Like Hoppertunity, Constitution didn't race as a juvenile. And not since 1882, when Apollo scored a stunning upset, has there been a Derby winner that didn't race as a 2-year-old. That's something that will come up repeatedly in the coming weeks, and it's not just a historical or statistical quirk. The Derby clearly rewards experience. But with a good draw and a clean trip, Constitution just might have sufficient talent to overcome his inexperience. His win in the Florida Derby, where he ran down a capable horse, Wildcat Red, that had proven himself at Gulfstream Park and had stolen away with a comfortable lead in the slowest opening half-mile of the day, was among the best performances of the season by a 3-year-old. And the long-striding son of Tapit looks like he might appreciate the classic distance. He had an easy half-mile workout Sunday at Palm Meadows, in 50.60 seconds.
He might not be the most capable or talented horse going to Kentucky, but he's among the most admirable. He always gives an outstanding effort, no matter the circumstances. And while his runner-up performance in the Wood was another in a long streak of outstanding efforts, it left some doubt about his ability to succeed at the classic distance, simply because he needed more than 13 seconds to run that last eighth of a mile. Like Wicked Strong, he'll train in New York, although at Aqueduct, before traveling to Kentucky on the Monday before the Derby.
6. Cairo Prince
No. 1 in the Power Rankings for weeks, he disappeared from the rankings after finishing fourth in the Florida Derby, when it seemed he might not have sufficient qualifying points to run in Kentucky. But he's in. With 24 qualifying points, he's No. 20 on the Kentucky Derby leaderboard, and, of course, the field will be limited to 20. The winner of the Holy Bull Stakes deserves to be in field. He went into the Florida Derby after a layoff, he raced a little wide and he tried to rally on a notoriously speed-biased surface. He worked a half-mile Sunday at Palm Meadows in 48.60 seconds and should be ready to take a big step forward in his next start.
7. Vicar's In Trouble
Vicar's In Trouble, like Samraat, is very admirable. But in Kentucky, the Vicar probably won't be able to control the pace, as he did while winning the Louisiana Derby. And both his pedigree and his performances suggest the classic distance could be beyond the reach of this son of Into Mischief. When he won recently at Fair Grounds, he ran the final three-eighths of a mile in 38.63 seconds, which doesn't compare to California Chrome's 36.71 in the Santa Anita Derby and Wicked Strong's 37.35 over a dull Aqueduct surface and Constitution's 36.76 in the Florida Derby. Already in Kentucky, at Churchill's training center, he worked a half-mile Saturday in 48.20 seconds.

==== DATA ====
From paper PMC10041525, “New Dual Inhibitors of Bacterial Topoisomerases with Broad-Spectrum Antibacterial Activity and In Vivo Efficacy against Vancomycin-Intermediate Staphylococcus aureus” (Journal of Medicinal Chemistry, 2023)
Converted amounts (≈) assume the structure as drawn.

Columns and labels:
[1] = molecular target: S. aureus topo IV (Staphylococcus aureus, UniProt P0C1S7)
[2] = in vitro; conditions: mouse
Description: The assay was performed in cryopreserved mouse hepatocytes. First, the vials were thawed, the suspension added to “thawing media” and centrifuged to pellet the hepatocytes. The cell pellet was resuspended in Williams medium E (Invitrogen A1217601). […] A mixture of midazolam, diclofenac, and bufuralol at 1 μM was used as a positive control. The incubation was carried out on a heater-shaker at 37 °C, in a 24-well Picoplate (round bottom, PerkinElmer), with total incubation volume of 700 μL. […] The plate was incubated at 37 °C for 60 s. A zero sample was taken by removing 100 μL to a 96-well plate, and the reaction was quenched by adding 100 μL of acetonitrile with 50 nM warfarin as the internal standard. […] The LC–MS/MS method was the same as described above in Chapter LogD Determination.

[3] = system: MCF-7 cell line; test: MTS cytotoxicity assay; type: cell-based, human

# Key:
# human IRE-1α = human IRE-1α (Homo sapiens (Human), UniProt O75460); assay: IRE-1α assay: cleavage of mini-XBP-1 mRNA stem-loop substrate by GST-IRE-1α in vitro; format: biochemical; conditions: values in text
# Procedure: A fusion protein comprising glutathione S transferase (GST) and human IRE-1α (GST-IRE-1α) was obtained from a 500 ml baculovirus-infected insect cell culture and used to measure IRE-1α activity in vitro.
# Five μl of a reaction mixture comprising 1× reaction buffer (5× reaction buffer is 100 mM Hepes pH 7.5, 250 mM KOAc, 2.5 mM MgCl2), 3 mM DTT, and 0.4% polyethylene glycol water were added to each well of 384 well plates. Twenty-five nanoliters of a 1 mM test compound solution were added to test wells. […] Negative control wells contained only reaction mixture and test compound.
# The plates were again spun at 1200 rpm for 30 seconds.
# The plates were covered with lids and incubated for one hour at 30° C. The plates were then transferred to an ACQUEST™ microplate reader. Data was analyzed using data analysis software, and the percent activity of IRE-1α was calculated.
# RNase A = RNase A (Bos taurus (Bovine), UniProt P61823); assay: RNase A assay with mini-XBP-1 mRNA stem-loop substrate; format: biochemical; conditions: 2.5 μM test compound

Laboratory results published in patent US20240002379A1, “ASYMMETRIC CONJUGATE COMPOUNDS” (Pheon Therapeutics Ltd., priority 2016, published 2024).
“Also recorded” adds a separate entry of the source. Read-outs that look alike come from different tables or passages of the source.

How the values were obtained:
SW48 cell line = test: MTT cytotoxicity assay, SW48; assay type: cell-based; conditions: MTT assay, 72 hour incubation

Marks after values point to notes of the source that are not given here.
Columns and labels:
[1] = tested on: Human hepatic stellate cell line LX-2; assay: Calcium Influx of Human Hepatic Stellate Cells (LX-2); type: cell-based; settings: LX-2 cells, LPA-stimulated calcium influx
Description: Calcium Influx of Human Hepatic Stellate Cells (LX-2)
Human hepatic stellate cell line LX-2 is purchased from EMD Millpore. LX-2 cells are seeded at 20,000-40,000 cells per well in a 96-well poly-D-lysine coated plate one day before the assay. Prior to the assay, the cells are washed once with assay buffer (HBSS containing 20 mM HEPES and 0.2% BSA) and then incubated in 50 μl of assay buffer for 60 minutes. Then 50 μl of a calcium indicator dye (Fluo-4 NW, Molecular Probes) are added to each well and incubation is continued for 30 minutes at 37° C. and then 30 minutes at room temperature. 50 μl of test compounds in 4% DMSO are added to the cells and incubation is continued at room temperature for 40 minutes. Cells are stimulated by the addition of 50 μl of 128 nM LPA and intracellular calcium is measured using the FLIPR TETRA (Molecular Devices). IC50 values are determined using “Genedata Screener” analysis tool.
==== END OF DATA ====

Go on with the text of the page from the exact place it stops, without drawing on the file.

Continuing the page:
8. Intense Holiday
He's more talented than his runner-up effort in the Louisiana Derby might indicate. Perhaps he was too close to the early pace -- less than two lengths back after the opening half-mile, compared to six back after a much slower opening half when he won the Risen Star -- or maybe the performance was the result of a mental error, as he ducked in after turning into the stretch and nearly hit the inner rail. He also got bumped around in the second turn. Still, the long-bodied colt looks like he will appreciate the classic distance. If he recovers his best form and steps forward, he could threaten in Kentucky. For the moment, though, he's still at Palm Meadows, where he worked a half-mile Sunday in 48.90 seconds.
9. Candy Boy
He had no obvious excuse while finishing nine lengths back in the Santa Anita Derby, where he obviously regressed. But when he won the Robert Lewis Stakes, he gave a performance that suggested he indeed could threaten in Kentucky. And so the question becomes which colt will show up on May 3. If Candy Boy has his Robert Lewis persona going that day, he'll still have to step forward if he's to have an impact.
10. Wildcat Red
A speedster, Wildcat Red never has raced away from Gulfstream Park, which resolutely favors speed. He has an admirable record, never finishing worse than second and winning the Fountain of Youth with a determined effort. But how will Wildcat Red perform away from home? More important, if he couldn't successfully carry his speed 1 ⅛ miles in the Florida Derby, where he was allowed to cruise early, then how will he succeed at the 1 ¼ miles of the Kentucky Derby, where the pace could be faster and more contentious?
Also receiving votes: Danza (32), Chitu (28), Ride on Curlin (17), Dance With Fate (10), General a Rod (8), Medal Count (7), Tapiture (6), Commissioner (5), Commanding Curve (3), Social Inclusion (2), We Miss Artie (2).
To see how our experts voted, please click here.